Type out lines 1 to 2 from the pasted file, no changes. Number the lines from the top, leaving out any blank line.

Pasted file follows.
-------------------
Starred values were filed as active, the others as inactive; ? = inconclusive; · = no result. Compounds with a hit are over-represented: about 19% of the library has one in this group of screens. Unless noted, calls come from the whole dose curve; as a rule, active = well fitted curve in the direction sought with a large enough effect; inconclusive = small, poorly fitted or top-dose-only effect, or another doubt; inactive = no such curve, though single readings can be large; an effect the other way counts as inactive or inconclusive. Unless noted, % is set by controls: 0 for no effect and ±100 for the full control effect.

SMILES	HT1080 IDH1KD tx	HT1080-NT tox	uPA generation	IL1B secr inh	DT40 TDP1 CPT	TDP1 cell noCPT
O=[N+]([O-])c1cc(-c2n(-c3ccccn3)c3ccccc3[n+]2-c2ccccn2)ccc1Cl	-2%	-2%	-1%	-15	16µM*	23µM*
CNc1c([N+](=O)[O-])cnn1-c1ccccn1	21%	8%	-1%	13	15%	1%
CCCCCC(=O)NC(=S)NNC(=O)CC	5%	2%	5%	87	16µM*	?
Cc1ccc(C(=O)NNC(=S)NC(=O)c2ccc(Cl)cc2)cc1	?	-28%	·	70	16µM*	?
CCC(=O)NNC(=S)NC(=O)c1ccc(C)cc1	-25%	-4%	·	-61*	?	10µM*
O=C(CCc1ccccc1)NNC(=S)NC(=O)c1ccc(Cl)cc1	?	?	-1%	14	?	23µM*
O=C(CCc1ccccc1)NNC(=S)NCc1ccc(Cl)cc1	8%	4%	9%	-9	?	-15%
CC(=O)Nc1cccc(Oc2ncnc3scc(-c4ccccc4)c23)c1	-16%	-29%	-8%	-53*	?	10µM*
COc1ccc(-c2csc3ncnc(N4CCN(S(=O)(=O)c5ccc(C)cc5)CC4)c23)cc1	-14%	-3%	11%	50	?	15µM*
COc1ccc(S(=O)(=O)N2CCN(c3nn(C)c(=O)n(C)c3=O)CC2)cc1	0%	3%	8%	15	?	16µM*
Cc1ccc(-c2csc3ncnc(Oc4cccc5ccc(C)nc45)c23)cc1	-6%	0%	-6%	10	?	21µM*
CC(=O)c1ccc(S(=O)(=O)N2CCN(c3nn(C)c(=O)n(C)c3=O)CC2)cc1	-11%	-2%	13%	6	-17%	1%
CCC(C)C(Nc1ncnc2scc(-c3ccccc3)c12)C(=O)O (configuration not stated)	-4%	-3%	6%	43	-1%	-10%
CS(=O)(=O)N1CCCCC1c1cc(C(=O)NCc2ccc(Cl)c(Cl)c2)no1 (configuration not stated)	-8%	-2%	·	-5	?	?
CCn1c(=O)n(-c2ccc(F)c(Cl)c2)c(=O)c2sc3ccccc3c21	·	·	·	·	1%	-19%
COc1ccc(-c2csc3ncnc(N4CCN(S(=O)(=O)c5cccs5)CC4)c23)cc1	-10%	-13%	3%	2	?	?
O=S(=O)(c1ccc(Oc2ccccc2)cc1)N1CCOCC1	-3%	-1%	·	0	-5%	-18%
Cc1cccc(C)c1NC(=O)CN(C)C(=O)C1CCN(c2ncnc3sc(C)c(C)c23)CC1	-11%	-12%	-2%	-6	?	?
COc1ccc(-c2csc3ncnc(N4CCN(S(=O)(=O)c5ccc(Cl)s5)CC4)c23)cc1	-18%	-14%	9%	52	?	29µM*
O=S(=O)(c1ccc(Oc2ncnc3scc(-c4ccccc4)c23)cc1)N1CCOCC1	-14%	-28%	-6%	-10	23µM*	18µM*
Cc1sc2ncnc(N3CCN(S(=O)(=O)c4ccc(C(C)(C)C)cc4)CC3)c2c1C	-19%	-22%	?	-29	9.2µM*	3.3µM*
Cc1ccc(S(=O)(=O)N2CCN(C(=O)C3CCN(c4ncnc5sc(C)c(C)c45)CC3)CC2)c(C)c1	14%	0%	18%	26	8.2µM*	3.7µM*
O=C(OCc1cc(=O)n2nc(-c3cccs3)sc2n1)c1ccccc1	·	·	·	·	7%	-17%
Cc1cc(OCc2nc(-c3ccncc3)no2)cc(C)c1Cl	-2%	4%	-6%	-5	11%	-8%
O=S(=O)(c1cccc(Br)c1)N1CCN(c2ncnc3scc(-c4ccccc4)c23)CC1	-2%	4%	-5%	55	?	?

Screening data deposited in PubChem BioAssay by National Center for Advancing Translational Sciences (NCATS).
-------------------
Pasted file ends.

Starred values were filed as active, the others as inactive; ? = inconclusive; · = no result. Compounds with a hit are over-represented: about 19% of the library has one in this group of screens. Unless noted, calls come from the whole dose curve; as a rule, active = well fitted curve in the direction sought with a large enough effect; inconclusive = small, poorly fitted or top-dose-only effect, or another doubt; inactive = no such curve, though single readings can be large; an effect the other way counts as inactive or inconclusive. Unless noted, % is set by controls: 0 for no effect and ±100 for the full control effect.

SMILES	HT1080 IDH1KD tx	HT1080-NT tox	uPA generation	IL1B secr inh	DT40 TDP1 CPT	TDP1 cell noCPT